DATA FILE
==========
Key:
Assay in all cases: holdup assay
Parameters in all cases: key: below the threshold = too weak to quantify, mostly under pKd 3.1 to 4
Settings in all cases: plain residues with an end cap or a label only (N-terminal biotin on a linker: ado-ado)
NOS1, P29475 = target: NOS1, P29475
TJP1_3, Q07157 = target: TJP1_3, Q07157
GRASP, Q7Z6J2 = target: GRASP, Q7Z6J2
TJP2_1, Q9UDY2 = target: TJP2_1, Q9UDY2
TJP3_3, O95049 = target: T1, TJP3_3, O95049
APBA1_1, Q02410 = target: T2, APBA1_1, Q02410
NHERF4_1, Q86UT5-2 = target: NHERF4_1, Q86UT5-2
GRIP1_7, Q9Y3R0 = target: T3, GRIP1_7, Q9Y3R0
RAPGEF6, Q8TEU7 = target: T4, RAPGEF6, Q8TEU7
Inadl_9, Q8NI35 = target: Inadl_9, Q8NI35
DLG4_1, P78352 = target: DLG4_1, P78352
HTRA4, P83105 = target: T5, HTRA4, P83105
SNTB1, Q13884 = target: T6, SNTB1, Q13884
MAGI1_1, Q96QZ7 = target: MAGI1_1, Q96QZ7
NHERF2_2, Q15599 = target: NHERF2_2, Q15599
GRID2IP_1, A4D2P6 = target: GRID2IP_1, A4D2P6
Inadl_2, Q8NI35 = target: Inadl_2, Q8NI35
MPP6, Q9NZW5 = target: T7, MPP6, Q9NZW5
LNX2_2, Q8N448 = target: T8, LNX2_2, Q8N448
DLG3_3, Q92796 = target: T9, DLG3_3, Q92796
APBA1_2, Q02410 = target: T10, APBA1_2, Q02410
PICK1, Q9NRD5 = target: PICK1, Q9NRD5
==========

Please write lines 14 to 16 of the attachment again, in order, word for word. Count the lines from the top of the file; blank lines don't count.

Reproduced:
Inadl_9, Q8NI35 = target: Inadl_9, Q8NI35
DLG4_1, P78352 = target: DLG4_1, P78352
HTRA4, P83105 = target: T5, HTRA4, P83105